There are easy situations for elder law planning. There are difficult situations. …
And then, there are small business owner situations.
Elder law attorney Rich Miller conveyed that owners of small businesses sometimes draw the shortest stick when it comes to the planning of long-term care options.
“Their opportunities to plan and protect their assets are often more difficult than those who don’t have small businesses but maybe more liquidity,” he said. “Those others might have much more flexibility.”
Miller, who chairs Roseland-based Mandelbaum Barrett‘s Elder Law Practice, said there’s a lot to consider for this subset of elder law attorney clientele. And, sometimes, just getting started with considering options is the first challenge.
“Oftentimes, small business owners have other priorities,” he said. “Even when there is planning, long-term nursing care gets overlooked in that.”
Medicaid qualification is one of the staples of elder law work. The coming year might introduce some chaos into that area, as current Medicaid recipients reckon with the expiration of a grace period the pandemic afforded.
As a result of the federal government’s Public Health Emergency, many of the requirements keeping current Medicaid recipients protected by their coverage were set aside. It suspended the routine checks on whether recipients were still eligible based on asset and income requirements.
Donald Dennison, an associate in the elder law practice at Mandelbaum Barrett, said that the Public Health Emergency was renewed in October, but it might not be renewed much longer.
“I’m hearing some trusted voices say that it could be ending in March,” he said. “We’re being told that come (Wednesday, the current termination date), it’s likely to extend another three months. … After that, people will be asked to follow the standard resource rules to keep coverage.”
The National Association of Medicaid Directors has asked Congress to provide several months’ notice ahead of the Medicaid redetermination period, when people are again notified of the need to meet suspended requirements.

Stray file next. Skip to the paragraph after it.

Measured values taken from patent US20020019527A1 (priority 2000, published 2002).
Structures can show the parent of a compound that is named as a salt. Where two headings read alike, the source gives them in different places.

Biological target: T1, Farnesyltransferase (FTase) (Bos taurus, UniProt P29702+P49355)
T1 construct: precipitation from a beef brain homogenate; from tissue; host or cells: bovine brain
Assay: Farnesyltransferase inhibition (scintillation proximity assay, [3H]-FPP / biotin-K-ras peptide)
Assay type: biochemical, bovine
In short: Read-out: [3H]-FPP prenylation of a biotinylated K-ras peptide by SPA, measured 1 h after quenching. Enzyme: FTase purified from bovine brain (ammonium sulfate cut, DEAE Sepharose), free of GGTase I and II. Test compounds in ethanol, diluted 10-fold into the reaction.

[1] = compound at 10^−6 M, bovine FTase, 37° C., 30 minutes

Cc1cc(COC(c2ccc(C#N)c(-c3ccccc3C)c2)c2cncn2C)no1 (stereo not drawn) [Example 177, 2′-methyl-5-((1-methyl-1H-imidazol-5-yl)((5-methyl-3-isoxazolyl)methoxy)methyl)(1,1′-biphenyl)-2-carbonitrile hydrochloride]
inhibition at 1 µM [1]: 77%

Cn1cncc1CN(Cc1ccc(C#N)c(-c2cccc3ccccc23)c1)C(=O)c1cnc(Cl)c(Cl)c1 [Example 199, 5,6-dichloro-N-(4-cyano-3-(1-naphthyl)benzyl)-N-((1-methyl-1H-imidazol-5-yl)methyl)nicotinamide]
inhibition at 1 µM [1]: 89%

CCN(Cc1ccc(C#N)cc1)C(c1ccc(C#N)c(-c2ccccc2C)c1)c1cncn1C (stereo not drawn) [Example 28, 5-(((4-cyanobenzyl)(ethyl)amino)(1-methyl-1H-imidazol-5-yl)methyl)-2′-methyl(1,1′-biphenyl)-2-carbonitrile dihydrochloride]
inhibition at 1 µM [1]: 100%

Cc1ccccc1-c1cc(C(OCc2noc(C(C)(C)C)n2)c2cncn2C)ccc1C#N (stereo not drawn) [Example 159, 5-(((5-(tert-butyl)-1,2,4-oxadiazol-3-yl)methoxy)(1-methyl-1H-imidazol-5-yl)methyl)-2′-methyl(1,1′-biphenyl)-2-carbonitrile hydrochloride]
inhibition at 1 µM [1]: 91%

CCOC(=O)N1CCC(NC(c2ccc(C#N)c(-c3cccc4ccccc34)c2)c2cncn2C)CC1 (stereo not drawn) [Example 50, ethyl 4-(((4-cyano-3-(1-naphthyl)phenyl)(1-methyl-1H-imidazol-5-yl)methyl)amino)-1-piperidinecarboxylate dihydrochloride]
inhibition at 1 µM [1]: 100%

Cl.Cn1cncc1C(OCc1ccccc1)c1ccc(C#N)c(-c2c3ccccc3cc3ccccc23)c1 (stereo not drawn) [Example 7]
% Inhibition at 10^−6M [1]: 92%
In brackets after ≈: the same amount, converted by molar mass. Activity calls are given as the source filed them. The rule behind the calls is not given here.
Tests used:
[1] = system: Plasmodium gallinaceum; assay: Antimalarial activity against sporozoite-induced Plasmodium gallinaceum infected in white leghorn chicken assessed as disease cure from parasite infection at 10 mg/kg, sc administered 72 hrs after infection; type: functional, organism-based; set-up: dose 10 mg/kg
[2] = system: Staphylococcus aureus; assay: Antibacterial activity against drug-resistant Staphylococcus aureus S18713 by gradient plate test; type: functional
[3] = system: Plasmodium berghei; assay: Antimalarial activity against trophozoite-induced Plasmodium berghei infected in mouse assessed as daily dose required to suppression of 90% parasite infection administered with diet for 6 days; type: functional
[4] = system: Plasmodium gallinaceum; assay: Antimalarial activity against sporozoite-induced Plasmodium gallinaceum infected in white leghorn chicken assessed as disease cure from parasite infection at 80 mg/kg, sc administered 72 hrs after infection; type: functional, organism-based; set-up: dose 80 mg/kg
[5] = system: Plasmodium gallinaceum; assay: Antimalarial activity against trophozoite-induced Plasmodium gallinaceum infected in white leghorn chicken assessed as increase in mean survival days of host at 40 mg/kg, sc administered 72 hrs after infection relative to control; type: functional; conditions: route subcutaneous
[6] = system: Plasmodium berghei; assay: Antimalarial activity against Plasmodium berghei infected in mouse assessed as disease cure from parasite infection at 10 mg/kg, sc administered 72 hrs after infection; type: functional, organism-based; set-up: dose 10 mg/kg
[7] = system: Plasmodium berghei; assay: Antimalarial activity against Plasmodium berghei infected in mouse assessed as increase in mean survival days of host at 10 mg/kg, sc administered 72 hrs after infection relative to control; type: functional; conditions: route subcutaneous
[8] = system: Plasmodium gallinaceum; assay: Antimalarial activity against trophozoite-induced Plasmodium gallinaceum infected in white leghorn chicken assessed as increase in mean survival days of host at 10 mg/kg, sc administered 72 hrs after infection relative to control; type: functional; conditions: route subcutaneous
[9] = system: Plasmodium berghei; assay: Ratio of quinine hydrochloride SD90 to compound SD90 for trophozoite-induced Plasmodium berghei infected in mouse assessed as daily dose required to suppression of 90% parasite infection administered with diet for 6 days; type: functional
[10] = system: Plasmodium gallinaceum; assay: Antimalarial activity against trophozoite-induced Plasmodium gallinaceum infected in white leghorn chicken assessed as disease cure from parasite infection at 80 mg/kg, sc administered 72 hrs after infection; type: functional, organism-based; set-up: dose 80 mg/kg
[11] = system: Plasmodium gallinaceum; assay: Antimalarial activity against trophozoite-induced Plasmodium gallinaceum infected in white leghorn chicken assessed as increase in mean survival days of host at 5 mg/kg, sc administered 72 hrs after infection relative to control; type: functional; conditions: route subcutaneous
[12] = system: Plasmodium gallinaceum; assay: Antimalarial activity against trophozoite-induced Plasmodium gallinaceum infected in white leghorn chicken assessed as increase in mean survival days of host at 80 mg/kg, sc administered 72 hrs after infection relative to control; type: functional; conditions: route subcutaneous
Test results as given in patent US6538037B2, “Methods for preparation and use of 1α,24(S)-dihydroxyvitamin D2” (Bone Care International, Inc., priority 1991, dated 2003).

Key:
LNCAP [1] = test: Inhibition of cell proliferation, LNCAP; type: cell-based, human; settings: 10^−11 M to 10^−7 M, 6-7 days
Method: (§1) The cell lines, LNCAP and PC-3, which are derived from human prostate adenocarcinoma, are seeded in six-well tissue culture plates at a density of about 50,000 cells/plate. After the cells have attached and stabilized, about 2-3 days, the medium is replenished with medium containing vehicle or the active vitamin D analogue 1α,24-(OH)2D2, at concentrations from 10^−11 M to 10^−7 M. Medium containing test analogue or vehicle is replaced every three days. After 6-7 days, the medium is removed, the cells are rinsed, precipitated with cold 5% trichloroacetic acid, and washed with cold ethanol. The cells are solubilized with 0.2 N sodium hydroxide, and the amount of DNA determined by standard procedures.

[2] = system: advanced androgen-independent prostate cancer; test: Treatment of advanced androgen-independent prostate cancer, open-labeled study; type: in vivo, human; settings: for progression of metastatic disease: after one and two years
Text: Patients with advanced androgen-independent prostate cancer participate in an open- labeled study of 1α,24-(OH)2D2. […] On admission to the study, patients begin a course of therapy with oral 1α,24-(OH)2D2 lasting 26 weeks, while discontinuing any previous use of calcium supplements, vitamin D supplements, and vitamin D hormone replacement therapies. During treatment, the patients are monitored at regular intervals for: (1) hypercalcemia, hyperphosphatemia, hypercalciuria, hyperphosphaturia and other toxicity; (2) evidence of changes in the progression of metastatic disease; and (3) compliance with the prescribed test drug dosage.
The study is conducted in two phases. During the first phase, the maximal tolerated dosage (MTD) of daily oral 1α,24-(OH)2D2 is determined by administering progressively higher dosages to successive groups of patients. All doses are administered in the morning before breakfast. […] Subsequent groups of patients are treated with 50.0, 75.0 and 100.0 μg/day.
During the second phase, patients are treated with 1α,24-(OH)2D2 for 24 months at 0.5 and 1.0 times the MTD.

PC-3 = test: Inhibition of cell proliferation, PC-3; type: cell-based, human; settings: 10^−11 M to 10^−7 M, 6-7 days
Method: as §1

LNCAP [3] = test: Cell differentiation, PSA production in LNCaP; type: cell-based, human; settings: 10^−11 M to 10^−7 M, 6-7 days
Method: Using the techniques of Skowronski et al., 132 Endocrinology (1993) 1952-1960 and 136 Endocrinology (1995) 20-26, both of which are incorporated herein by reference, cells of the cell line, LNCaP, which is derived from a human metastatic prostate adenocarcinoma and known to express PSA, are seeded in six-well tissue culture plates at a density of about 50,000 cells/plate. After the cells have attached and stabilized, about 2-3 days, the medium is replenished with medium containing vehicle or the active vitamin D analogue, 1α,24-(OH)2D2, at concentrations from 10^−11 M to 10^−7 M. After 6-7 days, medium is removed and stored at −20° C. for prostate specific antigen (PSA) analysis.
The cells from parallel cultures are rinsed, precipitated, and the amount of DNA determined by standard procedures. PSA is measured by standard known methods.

“The main takeaway is that a vast majority expect those redetermination notices to come in mail soon,” Dennison said. “One of the big concerns I have is that they’re going to be mailing them. And a small but not insignificant group of people have moved or changed addresses during this emergency period and will not receive them. If you don’t respond quickly enough, you will be booted off the program you’re on.”
When it comes time to plan for future long-term care needs, small business owners aren’t easily able to ensure eligibility for Medicaid for their spouses, Miller said, exposing themselves and their businesses to the costs of that care. National estimates put the average price of long-term care near to six figures on an annual basis.
Medicaid is what most seniors who require long-term care turn to in order to cover those costs, as neither most health insurance policies nor Medicare typically does. Medicaid rules tally up the countable assets of both spouses in determining eligibility.
“The good news is this: In theory, Medicaid says, if there are business assets, those should not count against Medicaid,” he said, adding that the problem there is that it doesn’t count real estate connected to a business owner or income from the business.
Even if a small business owner successfully argues that certain assets are exempt under the umbrella of an operating business, Miller said, it’s possible those assets could be subject to estate recovery later in the event of a hardship.
Elder law attorneys can usually devise plans for married couples to adjust assets in a way that allows them to qualify for long-term care under Medicaid through spousal annuities or other mechanisms.
“When dealing with a small business owner, they typically don’t have liquidity available for that,” Miller said. “They can’t do some of these other planning techniques.”
But that doesn’t mean it’s entirely fruitless to work with elder law attorneys, Miller might add, especially if someone has to accelerate planning in light of a spouse’s diagnosis with Alzheimer’s, Parkinson’s or other cognitive impairment.
“Among other things, business owners could still consider a transfer of their assets to trusts,” he said. “They could also do succession planning that keeps voting shares but gets the equity of the business out of his or her name.
“And, importantly, they need to start planning earlier, because there’s going to be a five-year look-back in determining those assets.”